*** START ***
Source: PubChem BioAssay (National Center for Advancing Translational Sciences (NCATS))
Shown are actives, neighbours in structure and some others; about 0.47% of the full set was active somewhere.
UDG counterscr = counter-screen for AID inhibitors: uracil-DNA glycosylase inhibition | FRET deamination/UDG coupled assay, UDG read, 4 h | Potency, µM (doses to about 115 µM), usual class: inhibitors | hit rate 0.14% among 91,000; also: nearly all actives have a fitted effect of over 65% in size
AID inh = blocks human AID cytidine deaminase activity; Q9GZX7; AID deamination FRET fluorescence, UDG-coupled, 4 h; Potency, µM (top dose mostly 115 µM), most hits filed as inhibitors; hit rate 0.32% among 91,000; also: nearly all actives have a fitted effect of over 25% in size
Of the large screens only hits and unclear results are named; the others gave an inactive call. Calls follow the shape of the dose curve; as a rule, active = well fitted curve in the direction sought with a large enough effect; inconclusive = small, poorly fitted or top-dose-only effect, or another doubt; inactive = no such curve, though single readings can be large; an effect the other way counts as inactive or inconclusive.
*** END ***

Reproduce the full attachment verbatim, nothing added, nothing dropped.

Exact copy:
Source: PubChem BioAssay (National Center for Advancing Translational Sciences (NCATS))
Shown are actives, neighbours in structure and some others; about 0.47% of the full set was active somewhere.
UDG counterscr = counter-screen for AID inhibitors: uracil-DNA glycosylase inhibition | FRET deamination/UDG coupled assay, UDG read, 4 h | Potency, µM (doses to about 115 µM), usual class: inhibitors | hit rate 0.14% among 91,000; also: nearly all actives have a fitted effect of over 65% in size
AID inh = blocks human AID cytidine deaminase activity; Q9GZX7; AID deamination FRET fluorescence, UDG-coupled, 4 h; Potency, µM (top dose mostly 115 µM), most hits filed as inhibitors; hit rate 0.32% among 91,000; also: nearly all actives have a fitted effect of over 25% in size
Of the large screens only hits and unclear results are named; the others gave an inactive call. Calls follow the shape of the dose curve; as a rule, active = well fitted curve in the direction sought with a large enough effect; inconclusive = small, poorly fitted or top-dose-only effect, or another doubt; inactive = no such curve, though single readings can be large; an effect the other way counts as inactive or inconclusive.